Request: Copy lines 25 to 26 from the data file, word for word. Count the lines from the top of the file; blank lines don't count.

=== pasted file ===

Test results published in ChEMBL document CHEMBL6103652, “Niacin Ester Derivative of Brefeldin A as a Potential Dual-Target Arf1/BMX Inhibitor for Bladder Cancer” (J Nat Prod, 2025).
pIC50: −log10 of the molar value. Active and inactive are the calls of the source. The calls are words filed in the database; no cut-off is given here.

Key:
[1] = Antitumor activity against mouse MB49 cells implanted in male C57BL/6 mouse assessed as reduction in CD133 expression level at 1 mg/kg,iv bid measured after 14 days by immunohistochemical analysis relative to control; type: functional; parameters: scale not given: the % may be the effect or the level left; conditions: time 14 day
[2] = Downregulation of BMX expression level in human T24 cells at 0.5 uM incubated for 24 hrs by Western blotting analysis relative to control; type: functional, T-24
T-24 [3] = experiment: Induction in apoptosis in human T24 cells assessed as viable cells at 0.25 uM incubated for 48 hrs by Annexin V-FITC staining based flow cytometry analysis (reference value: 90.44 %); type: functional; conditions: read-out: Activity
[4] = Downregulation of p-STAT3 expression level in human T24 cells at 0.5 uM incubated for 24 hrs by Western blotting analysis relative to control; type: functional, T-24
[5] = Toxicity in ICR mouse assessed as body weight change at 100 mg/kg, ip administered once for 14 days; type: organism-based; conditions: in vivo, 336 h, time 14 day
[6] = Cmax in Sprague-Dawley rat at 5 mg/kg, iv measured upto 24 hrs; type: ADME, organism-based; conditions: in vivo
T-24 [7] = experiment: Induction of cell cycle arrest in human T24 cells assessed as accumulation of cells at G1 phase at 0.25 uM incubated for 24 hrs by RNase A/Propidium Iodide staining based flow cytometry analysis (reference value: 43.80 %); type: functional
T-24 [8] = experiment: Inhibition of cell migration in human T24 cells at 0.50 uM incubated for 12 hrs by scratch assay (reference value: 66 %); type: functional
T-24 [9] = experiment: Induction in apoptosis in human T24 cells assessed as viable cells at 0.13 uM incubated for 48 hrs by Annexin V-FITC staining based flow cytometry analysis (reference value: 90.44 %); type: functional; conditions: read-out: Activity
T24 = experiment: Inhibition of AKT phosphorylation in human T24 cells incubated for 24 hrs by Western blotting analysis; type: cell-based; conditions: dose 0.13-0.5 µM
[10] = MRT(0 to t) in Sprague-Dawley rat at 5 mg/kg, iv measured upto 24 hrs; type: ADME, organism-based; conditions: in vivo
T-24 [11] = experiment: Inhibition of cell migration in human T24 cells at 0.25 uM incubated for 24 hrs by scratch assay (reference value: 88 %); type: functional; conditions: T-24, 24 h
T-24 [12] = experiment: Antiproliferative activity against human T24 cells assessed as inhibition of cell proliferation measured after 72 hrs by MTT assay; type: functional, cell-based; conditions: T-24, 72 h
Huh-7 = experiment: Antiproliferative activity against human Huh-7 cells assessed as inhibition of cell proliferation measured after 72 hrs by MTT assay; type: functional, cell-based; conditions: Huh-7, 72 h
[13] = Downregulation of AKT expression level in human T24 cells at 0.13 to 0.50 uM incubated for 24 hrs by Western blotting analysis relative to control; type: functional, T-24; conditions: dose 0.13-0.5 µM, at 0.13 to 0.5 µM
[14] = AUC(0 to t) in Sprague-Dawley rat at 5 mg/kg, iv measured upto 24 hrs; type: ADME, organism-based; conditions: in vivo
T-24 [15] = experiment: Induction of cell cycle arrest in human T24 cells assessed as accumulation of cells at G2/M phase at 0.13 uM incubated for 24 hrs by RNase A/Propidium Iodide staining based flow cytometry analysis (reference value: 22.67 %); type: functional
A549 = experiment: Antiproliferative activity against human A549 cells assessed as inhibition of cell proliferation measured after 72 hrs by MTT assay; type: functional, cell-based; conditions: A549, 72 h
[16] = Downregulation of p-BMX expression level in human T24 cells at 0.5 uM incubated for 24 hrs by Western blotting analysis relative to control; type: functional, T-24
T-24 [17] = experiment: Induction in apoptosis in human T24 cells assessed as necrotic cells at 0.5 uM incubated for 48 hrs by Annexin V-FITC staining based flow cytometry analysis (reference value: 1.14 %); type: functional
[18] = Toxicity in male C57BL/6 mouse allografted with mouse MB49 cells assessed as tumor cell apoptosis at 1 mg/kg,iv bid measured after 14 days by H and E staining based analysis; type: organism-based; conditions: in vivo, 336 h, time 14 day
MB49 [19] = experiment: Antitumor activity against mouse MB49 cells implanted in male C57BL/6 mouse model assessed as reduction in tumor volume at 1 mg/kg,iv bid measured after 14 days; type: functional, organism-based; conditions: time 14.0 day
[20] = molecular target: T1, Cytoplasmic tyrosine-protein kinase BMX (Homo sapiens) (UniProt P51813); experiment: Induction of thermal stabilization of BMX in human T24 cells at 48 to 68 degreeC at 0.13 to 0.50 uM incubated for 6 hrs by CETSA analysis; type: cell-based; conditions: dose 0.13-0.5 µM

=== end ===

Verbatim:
MB49 [19] = experiment: Antitumor activity against mouse MB49 cells implanted in male C57BL/6 mouse model assessed as reduction in tumor volume at 1 mg/kg,iv bid measured after 14 days; type: functional, organism-based; conditions: time 14.0 day
[20] = molecular target: T1, Cytoplasmic tyrosine-protein kinase BMX (Homo sapiens) (UniProt P51813); experiment: Induction of thermal stabilization of BMX in human T24 cells at 48 to 68 degreeC at 0.13 to 0.50 uM incubated for 6 hrs by CETSA analysis; type: cell-based; conditions: dose 0.13-0.5 µM